Researchers Develop a Digital Model of the 2,200-Year-Old Antikythera Mechanism, “the World’s First Computer”

What’s the world’s old­est com­put­er? If you answered the 5‑ton, room-sized IBM Mark I, it’s a good guess, but you’d be off by a cou­ple thou­sand years or so. The first known com­put­er may have been a hand­held device, a lit­tle larg­er than the aver­age tablet. It was also hand-pow­ered and had a lim­it­ed, but nonethe­less remark­able, func­tion: it fol­lowed the Meton­ic cycle, “the 235-month pat­tern that ancient astronomers used to pre­dict eclipses,” writes Rob­by Berman at Big Think.

The ancient arti­fact known as the Antikythera mech­a­nism — named for the Greek Island under which it was dis­cov­ered — turned up in 1900. It took anoth­er three-quar­ters of a cen­tu­ry before the secrets of what first appeared as a “cor­rod­ed lump” revealed a device of some kind dat­ing from 150 to 100 BC. “By 2009, mod­ern imag­ing tech­nol­o­gy had iden­ti­fied all 30 of the Antikythera mechanism’s gears, and a vir­tu­al mod­el of it was released,” as we not­ed in an ear­li­er post.

The device could pre­dict the posi­tions of the plan­ets (or at least those the Greeks knew of: Mer­cury, Venus, Mars, Jupiter, and Sat­urn), as well as the sun, moon, and eclipses. It placed Earth at the cen­ter of the uni­verse. Researchers study­ing the Antikythera mech­a­nism under­stood that much. But they couldn’t quite under­stand exact­ly how it worked, since only about a third of the com­plex mech­a­nism has sur­vived.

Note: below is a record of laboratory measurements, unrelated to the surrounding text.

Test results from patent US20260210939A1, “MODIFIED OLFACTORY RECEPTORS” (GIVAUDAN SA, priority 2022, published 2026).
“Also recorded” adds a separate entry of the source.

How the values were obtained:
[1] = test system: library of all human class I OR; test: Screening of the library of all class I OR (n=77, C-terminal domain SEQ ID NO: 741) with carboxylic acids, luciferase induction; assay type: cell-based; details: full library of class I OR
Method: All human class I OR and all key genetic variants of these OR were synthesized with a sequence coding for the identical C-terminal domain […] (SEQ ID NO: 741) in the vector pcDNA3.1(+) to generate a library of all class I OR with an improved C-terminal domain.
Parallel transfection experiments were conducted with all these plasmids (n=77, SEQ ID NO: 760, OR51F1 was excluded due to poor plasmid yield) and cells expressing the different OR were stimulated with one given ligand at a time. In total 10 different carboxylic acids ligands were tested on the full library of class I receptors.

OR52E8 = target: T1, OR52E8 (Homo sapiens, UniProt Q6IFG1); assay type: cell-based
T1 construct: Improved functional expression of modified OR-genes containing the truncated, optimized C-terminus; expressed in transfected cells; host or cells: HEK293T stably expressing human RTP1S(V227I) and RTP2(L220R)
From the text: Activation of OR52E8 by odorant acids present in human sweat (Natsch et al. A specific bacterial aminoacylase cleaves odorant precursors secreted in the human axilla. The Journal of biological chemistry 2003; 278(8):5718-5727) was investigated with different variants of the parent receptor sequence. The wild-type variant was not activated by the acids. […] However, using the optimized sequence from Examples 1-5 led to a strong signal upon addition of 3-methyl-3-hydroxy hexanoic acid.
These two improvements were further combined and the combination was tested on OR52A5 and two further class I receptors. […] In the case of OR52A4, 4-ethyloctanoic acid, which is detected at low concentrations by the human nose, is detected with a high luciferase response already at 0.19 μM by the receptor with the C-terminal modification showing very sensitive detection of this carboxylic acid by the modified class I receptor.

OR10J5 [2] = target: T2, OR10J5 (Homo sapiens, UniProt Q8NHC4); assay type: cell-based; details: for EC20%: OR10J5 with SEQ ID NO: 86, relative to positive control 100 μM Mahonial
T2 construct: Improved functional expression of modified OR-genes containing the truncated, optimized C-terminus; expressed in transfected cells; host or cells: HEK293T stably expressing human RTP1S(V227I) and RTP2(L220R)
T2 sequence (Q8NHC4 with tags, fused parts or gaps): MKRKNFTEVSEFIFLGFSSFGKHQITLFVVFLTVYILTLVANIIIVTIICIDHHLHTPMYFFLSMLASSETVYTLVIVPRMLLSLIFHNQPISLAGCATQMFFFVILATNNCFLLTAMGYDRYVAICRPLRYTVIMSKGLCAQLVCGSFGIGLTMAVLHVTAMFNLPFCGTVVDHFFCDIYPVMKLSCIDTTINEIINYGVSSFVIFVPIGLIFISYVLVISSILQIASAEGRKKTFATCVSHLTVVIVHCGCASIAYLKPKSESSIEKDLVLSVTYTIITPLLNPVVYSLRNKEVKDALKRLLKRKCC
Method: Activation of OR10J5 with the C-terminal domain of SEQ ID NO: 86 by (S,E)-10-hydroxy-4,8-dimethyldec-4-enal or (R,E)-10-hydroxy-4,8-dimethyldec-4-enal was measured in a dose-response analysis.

Image by Uni­ver­si­ty Col­lege Lon­don

Now, it appears that researchers from the Uni­ver­si­ty Col­lege of Lon­don have fig­ured it out, debut­ing a new com­pu­ta­tion­al mod­el in Sci­en­tif­ic Reports. “Ours is the first mod­el that con­forms to all the phys­i­cal evi­dence and match­es the sci­en­tif­ic inscrip­tions engraved on the mech­a­nism itself,” lead author Tony Freeth tells The Engi­neer. In the video above, you can learn about the his­to­ry of the mech­a­nism and its redis­cov­ery in the 20th cen­tu­ry, and see a detailed expla­na­tion of Freeth and his team’s dis­cov­er­ies.

“About the size of a large dic­tio­nary,” the arti­fact has proven to be the “most com­plex piece of engi­neer­ing from the ancient world” the video informs us. Hav­ing built a 3D mod­el, the researchers next intend to build a repli­ca of the device. If they can do so with “mod­ern machin­ery,” writes Guardian sci­ence edi­tor Ian Sam­ple, “they aim to do the same with tech­niques from antiq­ui­ty” — no small task con­sid­er­ing that it’s “unclear how the ancient Greeks would have man­u­fac­tured such com­po­nents” with­out the use of a lathe, a tool they prob­a­bly did not pos­sess.

Image by Uni­ver­si­ty Col­lege Lon­don

The mech­a­nism will still hold its secrets even if the UCL team’s mod­el works. Why was it made, what was it used for? Were there oth­er such devices? Hope­ful­ly, we won’t have to wait anoth­er sev­er­al decades to learn the answers. Read the team’s Sci­en­tif­ic Reports arti­cle here. 

Relat­ed Con­tent: 

How the World’s Old­est Com­put­er Worked: Recon­struct­ing the 2,200-Year-Old Antikythera Mech­a­nism

Mod­ern Artists Show How the Ancient Greeks & Romans Made Coins, Vas­es & Arti­sanal Glass

How the Ancient Greeks Shaped Mod­ern Math­e­mat­ics: A Short, Ani­mat­ed Intro­duc­tion

Josh Jones is a writer and musi­cian based in Durham, NC. Fol­low him at @jdmagness

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